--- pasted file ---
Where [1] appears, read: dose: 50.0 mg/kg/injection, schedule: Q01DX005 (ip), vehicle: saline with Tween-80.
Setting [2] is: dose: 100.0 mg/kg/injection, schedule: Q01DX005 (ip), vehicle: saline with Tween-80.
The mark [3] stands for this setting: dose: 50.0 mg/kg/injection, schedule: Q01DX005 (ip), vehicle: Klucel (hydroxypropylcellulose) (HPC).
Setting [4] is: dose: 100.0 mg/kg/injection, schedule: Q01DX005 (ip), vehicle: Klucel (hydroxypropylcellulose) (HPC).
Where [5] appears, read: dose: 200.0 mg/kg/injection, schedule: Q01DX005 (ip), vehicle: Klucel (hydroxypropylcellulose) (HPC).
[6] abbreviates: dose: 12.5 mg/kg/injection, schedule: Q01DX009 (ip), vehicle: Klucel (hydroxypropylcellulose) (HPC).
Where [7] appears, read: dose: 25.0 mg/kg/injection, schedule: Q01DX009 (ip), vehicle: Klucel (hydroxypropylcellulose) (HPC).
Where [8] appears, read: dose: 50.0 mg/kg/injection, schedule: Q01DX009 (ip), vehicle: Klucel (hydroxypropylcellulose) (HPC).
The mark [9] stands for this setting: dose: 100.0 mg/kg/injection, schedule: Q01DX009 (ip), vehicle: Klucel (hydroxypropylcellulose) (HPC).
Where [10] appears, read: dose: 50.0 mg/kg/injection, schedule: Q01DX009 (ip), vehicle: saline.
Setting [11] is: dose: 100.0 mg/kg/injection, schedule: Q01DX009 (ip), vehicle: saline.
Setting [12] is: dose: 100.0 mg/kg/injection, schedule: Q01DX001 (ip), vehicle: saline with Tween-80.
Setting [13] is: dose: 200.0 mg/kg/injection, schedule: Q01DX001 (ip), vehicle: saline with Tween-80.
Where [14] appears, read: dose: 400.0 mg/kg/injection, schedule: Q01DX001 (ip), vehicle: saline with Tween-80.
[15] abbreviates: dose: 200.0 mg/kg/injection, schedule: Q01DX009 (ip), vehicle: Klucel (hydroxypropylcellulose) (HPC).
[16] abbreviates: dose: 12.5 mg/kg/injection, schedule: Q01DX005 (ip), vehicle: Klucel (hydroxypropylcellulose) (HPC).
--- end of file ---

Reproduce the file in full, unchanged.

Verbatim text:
Where [1] appears, read: dose: 50.0 mg/kg/injection, schedule: Q01DX005 (ip), vehicle: saline with Tween-80.
Setting [2] is: dose: 100.0 mg/kg/injection, schedule: Q01DX005 (ip), vehicle: saline with Tween-80.
The mark [3] stands for this setting: dose: 50.0 mg/kg/injection, schedule: Q01DX005 (ip), vehicle: Klucel (hydroxypropylcellulose) (HPC).
Setting [4] is: dose: 100.0 mg/kg/injection, schedule: Q01DX005 (ip), vehicle: Klucel (hydroxypropylcellulose) (HPC).
Where [5] appears, read: dose: 200.0 mg/kg/injection, schedule: Q01DX005 (ip), vehicle: Klucel (hydroxypropylcellulose) (HPC).
[6] abbreviates: dose: 12.5 mg/kg/injection, schedule: Q01DX009 (ip), vehicle: Klucel (hydroxypropylcellulose) (HPC).
Where [7] appears, read: dose: 25.0 mg/kg/injection, schedule: Q01DX009 (ip), vehicle: Klucel (hydroxypropylcellulose) (HPC).
Where [8] appears, read: dose: 50.0 mg/kg/injection, schedule: Q01DX009 (ip), vehicle: Klucel (hydroxypropylcellulose) (HPC).
The mark [9] stands for this setting: dose: 100.0 mg/kg/injection, schedule: Q01DX009 (ip), vehicle: Klucel (hydroxypropylcellulose) (HPC).
Where [10] appears, read: dose: 50.0 mg/kg/injection, schedule: Q01DX009 (ip), vehicle: saline.
Setting [11] is: dose: 100.0 mg/kg/injection, schedule: Q01DX009 (ip), vehicle: saline.
Setting [12] is: dose: 100.0 mg/kg/injection, schedule: Q01DX001 (ip), vehicle: saline with Tween-80.
Setting [13] is: dose: 200.0 mg/kg/injection, schedule: Q01DX001 (ip), vehicle: saline with Tween-80.
Where [14] appears, read: dose: 400.0 mg/kg/injection, schedule: Q01DX001 (ip), vehicle: saline with Tween-80.
[15] abbreviates: dose: 200.0 mg/kg/injection, schedule: Q01DX009 (ip), vehicle: Klucel (hydroxypropylcellulose) (HPC).
[16] abbreviates: dose: 12.5 mg/kg/injection, schedule: Q01DX005 (ip), vehicle: Klucel (hydroxypropylcellulose) (HPC).